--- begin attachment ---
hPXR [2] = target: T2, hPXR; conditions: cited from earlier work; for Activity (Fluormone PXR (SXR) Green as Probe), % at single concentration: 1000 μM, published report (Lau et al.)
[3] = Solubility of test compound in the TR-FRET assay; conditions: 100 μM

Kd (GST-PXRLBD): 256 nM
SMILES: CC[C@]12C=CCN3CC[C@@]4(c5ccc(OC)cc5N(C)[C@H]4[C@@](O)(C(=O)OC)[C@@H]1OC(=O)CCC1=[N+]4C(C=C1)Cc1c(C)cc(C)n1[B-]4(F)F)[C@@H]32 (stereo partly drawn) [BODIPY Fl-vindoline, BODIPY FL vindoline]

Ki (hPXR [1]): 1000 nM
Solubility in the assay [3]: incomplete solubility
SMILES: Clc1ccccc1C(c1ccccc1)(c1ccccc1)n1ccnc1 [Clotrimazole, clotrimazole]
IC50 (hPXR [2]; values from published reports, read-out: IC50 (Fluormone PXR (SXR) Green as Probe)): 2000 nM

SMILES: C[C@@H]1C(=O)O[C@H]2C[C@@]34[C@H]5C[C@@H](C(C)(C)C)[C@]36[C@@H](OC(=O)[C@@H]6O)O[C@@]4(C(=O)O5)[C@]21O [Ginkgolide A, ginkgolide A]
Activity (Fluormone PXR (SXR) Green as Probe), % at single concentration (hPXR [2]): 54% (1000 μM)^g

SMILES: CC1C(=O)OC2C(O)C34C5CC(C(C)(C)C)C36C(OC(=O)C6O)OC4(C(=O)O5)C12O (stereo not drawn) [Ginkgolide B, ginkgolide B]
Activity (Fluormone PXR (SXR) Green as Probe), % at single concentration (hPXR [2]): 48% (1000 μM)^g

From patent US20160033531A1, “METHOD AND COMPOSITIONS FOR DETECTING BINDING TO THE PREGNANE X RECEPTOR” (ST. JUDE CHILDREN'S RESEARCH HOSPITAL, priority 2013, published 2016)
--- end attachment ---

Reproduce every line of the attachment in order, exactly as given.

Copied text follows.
hPXR [2] = target: T2, hPXR; conditions: cited from earlier work; for Activity (Fluormone PXR (SXR) Green as Probe), % at single concentration: 1000 μM, published report (Lau et al.)
[3] = Solubility of test compound in the TR-FRET assay; conditions: 100 μM

Kd (GST-PXRLBD): 256 nM
SMILES: CC[C@]12C=CCN3CC[C@@]4(c5ccc(OC)cc5N(C)[C@H]4[C@@](O)(C(=O)OC)[C@@H]1OC(=O)CCC1=[N+]4C(C=C1)Cc1c(C)cc(C)n1[B-]4(F)F)[C@@H]32 (stereo partly drawn) [BODIPY Fl-vindoline, BODIPY FL vindoline]

Ki (hPXR [1]): 1000 nM
Solubility in the assay [3]: incomplete solubility
SMILES: Clc1ccccc1C(c1ccccc1)(c1ccccc1)n1ccnc1 [Clotrimazole, clotrimazole]
IC50 (hPXR [2]; values from published reports, read-out: IC50 (Fluormone PXR (SXR) Green as Probe)): 2000 nM

SMILES: C[C@@H]1C(=O)O[C@H]2C[C@@]34[C@H]5C[C@@H](C(C)(C)C)[C@]36[C@@H](OC(=O)[C@@H]6O)O[C@@]4(C(=O)O5)[C@]21O [Ginkgolide A, ginkgolide A]
Activity (Fluormone PXR (SXR) Green as Probe), % at single concentration (hPXR [2]): 54% (1000 μM)^g

SMILES: CC1C(=O)OC2C(O)C34C5CC(C(C)(C)C)C36C(OC(=O)C6O)OC4(C(=O)O5)C12O (stereo not drawn) [Ginkgolide B, ginkgolide B]
Activity (Fluormone PXR (SXR) Green as Probe), % at single concentration (hPXR [2]): 48% (1000 μM)^g

From patent US20160033531A1, “METHOD AND COMPOSITIONS FOR DETECTING BINDING TO THE PREGNANE X RECEPTOR” (ST. JUDE CHILDREN'S RESEARCH HOSPITAL, priority 2013, published 2016)